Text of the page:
>114 CenturyPress: You are correct. Some modern designer binders use new techniques that do not require gluing, but these are not by any means standard. The majority of hand binders stick to the tried-and-true that you have described.

jun 13, 5:25am

>113 whytewolf1: Agreed, but I’ve been let down before and wanted to make sure.

jun 17, 5:06am

>116 RRCBS: Mine just arrived -- definitely sewn, nice production. I think the type is a little too small and the paper a little too thin, but €140ish for a signed letterpress version of a novel of this length (and calibre) is a very good deal, and complaints seem a little churlish.

That said, I'd have paid at least double for a slipcased edition with nicer paper and perhaps a 1" increase in page size all around.

Redigeret: jun 18, 5:36am

Denne meddelelse er blevet slettet af dens forfatter.

jun 18, 7:17am

>117 gmacaree: I just got mine too and quite happy with it! They have a subscription program that gives you a book every month…not interested in that but hopefully that means that they’re planning on coming out with more books soon!

jun 18, 10:37am

>119 RRCBS: Yeah, I'll be keeping an eye on them

jun 18, 12:48pm

>114 CenturyPress:

It seems that a large percentage of books that aren't discount paperbacks also have perfect bindings. It's a shame.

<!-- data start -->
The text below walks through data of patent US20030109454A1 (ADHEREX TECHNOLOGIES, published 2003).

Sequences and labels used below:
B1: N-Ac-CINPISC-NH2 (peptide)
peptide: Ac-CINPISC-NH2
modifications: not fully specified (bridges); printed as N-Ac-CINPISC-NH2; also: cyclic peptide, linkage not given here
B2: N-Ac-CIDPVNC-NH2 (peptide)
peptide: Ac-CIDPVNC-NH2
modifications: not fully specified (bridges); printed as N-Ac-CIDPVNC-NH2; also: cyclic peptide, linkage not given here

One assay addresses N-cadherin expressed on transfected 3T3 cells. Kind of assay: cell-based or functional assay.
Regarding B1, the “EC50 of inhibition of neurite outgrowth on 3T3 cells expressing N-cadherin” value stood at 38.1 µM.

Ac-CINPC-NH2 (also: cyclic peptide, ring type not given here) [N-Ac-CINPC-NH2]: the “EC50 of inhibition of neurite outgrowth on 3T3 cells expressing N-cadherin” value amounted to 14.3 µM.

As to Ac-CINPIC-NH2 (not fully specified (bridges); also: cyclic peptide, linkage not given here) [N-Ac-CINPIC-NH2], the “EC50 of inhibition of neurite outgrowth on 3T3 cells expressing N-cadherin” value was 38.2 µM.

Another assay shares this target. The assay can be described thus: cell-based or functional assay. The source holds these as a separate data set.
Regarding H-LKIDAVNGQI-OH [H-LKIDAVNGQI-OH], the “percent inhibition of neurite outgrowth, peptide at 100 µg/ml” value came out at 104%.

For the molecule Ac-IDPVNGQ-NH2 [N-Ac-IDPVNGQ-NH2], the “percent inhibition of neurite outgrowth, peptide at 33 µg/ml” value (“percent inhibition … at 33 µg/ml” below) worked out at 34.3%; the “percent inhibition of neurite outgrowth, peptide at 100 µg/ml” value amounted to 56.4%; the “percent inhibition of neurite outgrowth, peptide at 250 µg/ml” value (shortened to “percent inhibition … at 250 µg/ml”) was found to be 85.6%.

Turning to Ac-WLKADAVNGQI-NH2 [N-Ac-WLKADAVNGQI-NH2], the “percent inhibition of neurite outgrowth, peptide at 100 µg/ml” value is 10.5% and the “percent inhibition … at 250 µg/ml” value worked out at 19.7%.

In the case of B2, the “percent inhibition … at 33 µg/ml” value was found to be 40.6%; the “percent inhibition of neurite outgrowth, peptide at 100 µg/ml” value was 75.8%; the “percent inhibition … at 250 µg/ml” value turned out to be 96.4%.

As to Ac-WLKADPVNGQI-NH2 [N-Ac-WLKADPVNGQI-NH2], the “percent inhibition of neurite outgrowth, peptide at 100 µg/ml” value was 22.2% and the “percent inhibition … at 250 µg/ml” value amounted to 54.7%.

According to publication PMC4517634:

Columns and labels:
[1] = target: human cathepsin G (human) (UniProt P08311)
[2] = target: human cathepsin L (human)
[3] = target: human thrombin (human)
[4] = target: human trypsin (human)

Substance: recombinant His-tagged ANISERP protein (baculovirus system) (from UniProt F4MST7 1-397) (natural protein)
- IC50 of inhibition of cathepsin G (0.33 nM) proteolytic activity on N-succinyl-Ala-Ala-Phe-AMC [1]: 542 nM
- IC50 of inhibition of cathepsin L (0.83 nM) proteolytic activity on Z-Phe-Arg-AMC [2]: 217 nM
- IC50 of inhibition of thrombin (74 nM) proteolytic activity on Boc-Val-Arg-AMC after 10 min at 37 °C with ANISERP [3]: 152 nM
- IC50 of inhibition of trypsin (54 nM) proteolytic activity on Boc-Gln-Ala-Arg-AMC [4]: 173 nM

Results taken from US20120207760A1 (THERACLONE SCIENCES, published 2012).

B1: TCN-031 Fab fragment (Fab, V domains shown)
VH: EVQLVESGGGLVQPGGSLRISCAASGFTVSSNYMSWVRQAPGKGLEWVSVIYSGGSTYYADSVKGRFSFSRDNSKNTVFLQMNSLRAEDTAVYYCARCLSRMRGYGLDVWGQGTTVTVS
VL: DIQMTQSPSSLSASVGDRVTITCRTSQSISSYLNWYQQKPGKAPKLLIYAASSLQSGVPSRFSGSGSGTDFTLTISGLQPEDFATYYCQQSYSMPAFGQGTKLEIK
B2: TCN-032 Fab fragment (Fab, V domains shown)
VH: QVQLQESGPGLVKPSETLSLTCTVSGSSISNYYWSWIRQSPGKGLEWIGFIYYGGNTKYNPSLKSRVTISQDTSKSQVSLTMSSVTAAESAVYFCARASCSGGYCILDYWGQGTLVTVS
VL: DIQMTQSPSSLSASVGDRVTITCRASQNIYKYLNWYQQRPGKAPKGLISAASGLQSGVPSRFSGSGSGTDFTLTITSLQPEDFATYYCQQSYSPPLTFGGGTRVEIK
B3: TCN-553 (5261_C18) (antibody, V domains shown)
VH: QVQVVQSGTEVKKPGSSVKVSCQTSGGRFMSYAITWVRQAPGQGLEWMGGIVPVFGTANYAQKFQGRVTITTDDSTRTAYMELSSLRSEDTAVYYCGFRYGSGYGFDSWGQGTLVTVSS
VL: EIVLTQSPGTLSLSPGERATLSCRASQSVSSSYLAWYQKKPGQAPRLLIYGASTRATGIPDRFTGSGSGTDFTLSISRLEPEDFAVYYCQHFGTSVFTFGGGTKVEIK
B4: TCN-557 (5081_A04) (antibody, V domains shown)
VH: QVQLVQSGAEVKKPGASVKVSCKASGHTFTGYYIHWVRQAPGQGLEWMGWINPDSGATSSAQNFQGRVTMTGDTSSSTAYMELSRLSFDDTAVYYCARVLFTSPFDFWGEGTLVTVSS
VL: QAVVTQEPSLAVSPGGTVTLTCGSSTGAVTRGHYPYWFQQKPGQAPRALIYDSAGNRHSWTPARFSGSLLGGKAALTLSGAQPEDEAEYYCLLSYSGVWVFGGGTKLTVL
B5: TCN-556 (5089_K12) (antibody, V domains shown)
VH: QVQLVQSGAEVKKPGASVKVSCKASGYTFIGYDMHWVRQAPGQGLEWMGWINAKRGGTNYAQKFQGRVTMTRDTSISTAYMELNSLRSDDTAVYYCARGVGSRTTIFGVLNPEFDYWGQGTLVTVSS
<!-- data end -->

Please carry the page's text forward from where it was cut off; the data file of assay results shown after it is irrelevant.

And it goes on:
jun 21, 3:04pm

>117 gmacaree: the size of a book to read (like a novel) is defined by a few things: being able to hold it in your hands limits the width (our hands haven't changed since the Venetians defined the optimal page size more than 500 years ago); the size of the press is another factor: we need 8 pages in a forme to make it economical to print and bind. A forme with 6 pages or 12 is printable, but costs way more at the binders (I'm not talking about a run of 10 books, but 1000). On our Heidelberg Cylinder at p98a, where the TOC books are printed, we can print 8-up of this size (135x215mm; 5.3x8.5 in) with ease. Thicker paper would mean the pages wouldn't lie flat without two hands holding a spread down, plus with 464 pages the spine would be too thick for the width of the book. Good letterpress printing is not defined by the depth of the impression, but by the least possible deformation of the characters. The lines have an average of 55 characters, i.e. 8 average English words plus spaces. That is considered the most comfortable line length. Slightly larger type (as we have it in our first book by Deborah Levy) would be possible from a legibility point of view, but would have required another 32 pages, 2 formes recto/verso. That would be another almost 2 daysof printing, plus the problem with binding mentioned above.